Nine years ago, when I worked at the Design Council, I discovered ‘sustainability’. It was an idea that was already a few years old, but I certainly hadn’t heard about it. Cradle-to-grave and sustainable development were both terms that were new to me.
Neither was sustainability of much interest to anyone else at the time. Businesses were ambivalent and didn’t see any desire in their consumers for eco or Green products, and they despised legislative threats from the European Union to promote the taking back of products and ban nasty materials.
Examples of sustainable products from the design profession were rare, occasionally cool, but usually ugly, using strange, rough-round-the-edges recycled materials that were not sexy.
I went to Japan at the time to look at how the Japanese had pioneered similar legislation to that proposed in Europe. Rival consumer electronics brands collaborated with shared recycling plants, extracting materials and reusing them in new television sets, fridges and washing machines. It excited me, and the opportunity for British manufacturers struck me as huge. In the global supply chain, wouldn’t it be great if ‘Made in Britain’ meant Green, low-energy, recycled materials?
Idealistic though such ideas were, I did not foresee the great clamour for Green that we have now, nor the progress that we would make. Eco-consultant Gary McCullogh – of consultancy Via Verde, and formerly eco-consultant for Sagem in Paris – recently told me that in the past ten years the environmental impact of a typical consumer product has halved and will continue to lessen in the next ten years. Miniaturisation, the replacement of products by services, and the elimination of hazardous materials have all played a part, but the main improvements have been through changes in the way we design circuit boards – using one chip, for example, when previously five components would have been needed.
There has also been a huge increase in public awareness about environmental issues and a growing desire for ecologically sound products and services, and this has led businesses to change how they do things.
Under huge pressure from Green activists, Apple has redesigned all its products to address concerns over their environmental impact.
But our perception of what is Green doesn’t always match reality. The impact of the plastic casing of a product, for example, is probably no more than half a per cent of that product’s environmental impact. Getting smug about specifying recycled plastic, or getting hot under the collar about metallic finishes, is mostly irrelevant. Frantically unplugging your mobile phone charger is only a token contribution: the total power consumption of a mobile phone over its lifecycle is dwarfed by that used in extracting and creating its electronic components and circuit board. Which is just as well, as the design profession has singularly failed to respond well to environmental concerns, or has responded in peripheral ways that feed our perception of caring, but which aren’t really relevant.
So despite believing, as I usually do, that design is at the root of everything and a powerful force for good, the real successes are the result of political agreements, global legislation, industry standardisation and corporate responsibility. The public really does care. Even if they aren’t that willing to pay more for Green goods and services, they do want to do the right thing.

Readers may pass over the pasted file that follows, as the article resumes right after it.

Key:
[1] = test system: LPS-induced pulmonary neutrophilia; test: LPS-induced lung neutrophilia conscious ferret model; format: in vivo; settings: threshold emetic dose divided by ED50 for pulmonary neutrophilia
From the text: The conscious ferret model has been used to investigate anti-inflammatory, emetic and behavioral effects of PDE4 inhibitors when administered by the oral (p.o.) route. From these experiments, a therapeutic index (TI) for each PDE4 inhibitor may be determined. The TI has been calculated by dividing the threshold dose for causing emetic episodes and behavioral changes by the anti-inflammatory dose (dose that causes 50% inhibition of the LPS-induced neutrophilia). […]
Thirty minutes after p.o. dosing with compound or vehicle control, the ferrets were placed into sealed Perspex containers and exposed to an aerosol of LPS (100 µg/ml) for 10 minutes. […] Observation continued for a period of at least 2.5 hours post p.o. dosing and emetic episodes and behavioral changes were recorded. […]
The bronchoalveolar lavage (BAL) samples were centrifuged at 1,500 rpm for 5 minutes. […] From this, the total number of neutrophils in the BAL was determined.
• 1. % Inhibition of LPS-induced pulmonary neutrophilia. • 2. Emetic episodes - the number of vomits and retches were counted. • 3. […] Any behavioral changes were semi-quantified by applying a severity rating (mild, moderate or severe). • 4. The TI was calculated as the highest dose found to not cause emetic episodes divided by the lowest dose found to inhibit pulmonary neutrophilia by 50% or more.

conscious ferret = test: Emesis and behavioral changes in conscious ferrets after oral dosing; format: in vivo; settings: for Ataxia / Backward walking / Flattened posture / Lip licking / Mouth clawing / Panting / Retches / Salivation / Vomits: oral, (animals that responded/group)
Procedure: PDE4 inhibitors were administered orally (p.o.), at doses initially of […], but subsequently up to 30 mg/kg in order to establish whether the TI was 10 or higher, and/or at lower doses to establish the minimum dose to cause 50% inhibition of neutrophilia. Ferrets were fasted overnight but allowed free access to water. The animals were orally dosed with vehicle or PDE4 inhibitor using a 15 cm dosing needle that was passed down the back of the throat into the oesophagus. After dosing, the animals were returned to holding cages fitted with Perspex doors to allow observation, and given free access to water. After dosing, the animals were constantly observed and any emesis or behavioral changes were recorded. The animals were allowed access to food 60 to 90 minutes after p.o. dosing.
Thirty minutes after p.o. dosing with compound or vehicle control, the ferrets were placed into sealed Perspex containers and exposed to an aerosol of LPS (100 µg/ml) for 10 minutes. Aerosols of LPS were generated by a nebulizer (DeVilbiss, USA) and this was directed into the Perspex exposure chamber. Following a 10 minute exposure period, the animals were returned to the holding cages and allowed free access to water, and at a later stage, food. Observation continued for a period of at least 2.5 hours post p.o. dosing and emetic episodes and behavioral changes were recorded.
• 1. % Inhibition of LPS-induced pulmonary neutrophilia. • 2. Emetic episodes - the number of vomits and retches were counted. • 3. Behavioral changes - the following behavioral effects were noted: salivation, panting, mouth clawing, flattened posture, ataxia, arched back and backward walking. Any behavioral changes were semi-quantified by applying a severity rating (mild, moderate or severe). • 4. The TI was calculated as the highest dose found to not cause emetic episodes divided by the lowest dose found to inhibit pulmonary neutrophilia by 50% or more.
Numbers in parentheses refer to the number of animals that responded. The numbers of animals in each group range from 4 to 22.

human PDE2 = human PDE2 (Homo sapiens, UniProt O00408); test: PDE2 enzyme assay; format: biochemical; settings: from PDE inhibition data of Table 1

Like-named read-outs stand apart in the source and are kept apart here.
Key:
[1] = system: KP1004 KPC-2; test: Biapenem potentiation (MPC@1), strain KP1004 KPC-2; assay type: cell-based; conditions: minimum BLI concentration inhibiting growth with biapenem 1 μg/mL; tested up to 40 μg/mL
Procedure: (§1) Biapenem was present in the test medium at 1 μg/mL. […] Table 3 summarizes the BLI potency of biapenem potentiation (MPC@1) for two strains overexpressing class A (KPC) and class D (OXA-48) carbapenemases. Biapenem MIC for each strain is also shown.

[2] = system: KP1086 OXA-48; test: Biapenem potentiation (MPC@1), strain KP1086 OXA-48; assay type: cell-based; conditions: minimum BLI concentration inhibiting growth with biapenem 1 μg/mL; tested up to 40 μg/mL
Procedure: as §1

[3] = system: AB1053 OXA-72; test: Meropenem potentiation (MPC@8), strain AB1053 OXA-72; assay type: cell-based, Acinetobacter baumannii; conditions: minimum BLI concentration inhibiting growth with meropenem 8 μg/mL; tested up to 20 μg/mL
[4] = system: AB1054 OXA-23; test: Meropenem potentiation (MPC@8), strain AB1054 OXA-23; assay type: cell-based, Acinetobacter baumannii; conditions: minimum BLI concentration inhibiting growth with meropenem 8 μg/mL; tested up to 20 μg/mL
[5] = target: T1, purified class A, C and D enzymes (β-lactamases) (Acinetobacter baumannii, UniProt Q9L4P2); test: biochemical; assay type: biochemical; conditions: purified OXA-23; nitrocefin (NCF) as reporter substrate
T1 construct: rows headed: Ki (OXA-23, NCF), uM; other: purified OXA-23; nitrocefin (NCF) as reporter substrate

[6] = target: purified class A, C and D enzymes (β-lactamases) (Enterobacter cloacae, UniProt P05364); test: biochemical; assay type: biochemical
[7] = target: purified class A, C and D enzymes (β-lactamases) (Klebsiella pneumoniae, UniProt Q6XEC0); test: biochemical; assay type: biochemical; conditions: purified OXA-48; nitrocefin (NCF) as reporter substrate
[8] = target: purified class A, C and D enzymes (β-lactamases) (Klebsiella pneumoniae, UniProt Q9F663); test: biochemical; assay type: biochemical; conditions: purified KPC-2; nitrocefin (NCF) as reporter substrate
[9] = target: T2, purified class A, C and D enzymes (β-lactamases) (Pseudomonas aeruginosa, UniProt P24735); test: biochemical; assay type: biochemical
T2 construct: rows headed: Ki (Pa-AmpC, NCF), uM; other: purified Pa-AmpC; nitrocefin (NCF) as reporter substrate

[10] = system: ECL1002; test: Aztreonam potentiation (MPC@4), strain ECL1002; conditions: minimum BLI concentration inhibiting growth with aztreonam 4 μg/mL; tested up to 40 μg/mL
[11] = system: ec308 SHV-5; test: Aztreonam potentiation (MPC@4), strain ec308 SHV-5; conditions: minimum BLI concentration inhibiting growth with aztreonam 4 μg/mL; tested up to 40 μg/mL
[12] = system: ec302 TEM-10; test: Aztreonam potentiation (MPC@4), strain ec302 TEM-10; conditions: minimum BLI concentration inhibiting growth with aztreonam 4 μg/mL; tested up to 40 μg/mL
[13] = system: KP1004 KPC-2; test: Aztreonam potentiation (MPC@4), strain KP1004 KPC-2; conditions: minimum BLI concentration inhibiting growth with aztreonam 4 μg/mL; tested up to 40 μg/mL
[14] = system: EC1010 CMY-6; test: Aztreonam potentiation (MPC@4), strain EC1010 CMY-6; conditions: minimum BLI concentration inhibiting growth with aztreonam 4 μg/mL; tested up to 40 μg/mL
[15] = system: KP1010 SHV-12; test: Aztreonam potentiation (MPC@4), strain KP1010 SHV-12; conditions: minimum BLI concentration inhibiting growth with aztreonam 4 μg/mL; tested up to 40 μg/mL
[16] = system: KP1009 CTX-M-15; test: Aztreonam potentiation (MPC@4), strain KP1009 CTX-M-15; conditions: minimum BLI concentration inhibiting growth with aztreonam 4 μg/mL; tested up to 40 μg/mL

So the biggest contribution that design can make to saving the planet may not be in designing Green products, but crafting behaviour change, redesigning the systems we use, enhancing services to extend across many products to bring them together and find efficiency and interoperability.
Beyond that, the last remaining taboo of sustainability is the economics of production. At some point, we have to make less stuff, disassemble and reuse, change the parameters and business models on which both enterprise and design depend and by which we measure success. Is it sustainable for business success to be measured in sales performance? Is it sustainable for design effectiveness to be measured by the same criteria?
Design has been slow to peep above the sustainability parapet and do anything more than posture. So we can feel relieved that our contribution to cradle-to-grave impact might be less than we feared, but we are still horribly implicated in systems that perpetuate environmental impact.
My favourite piece of design of all time is the Whirlpool ‘washing machine of the future’, where items of clothing are put in buckets surrounded by plants that naturally cleanse the water until the clothes are clean. It takes a week, but that turns out to be the average time your shirt sits in the laundry basket anyway.
The Whirlpool design team used their skills to paint an alternative scenario, which challenged preconceptions and pointed to possible future solutions that might become acceptable when the stakes and our appetite for change are greater.
Design needs to tell these stories that make us think twice about bleached white shirts, our natural smells and our ideas about Green cleaning. It needs to find new concepts for living, making money and increasing value. If the developments in materials, processes and engineering continue to help us to clean up as we go, then design will only be effective if it acknowledges it has to change and find new behaviours, business models and futures that are sustainable.
Clive Grinyer is director of customer experience at Cisco